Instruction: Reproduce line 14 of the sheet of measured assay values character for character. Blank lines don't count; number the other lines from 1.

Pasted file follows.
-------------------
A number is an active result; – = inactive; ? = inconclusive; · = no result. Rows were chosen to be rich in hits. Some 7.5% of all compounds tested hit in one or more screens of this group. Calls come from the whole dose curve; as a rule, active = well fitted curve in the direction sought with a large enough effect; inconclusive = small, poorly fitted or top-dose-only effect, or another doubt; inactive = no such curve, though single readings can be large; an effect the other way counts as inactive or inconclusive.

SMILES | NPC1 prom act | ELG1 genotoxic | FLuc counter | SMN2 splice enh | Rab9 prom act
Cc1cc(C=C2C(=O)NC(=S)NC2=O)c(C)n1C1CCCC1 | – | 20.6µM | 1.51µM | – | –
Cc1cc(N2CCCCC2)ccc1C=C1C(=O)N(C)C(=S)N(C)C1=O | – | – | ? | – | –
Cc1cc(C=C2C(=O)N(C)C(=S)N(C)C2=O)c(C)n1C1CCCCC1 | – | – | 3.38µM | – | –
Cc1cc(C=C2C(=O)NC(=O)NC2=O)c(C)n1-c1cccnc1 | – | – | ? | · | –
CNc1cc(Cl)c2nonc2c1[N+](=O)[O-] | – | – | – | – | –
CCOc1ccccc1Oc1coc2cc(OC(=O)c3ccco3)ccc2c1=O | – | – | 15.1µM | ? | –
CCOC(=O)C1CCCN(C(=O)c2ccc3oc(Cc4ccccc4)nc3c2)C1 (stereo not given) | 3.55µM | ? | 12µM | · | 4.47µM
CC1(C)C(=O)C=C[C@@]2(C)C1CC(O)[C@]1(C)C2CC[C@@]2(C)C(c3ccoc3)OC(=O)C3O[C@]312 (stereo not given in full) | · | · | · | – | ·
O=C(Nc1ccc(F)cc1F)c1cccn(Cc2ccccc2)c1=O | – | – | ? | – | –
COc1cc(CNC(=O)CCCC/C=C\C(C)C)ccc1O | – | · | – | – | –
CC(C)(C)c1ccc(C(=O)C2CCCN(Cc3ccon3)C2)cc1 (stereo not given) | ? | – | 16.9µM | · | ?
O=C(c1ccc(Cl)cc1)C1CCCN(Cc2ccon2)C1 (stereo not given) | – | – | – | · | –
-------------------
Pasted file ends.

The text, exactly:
O=C(c1ccc(Cl)cc1)C1CCCN(Cc2ccon2)C1 (stereo not given) | – | – | – | · | –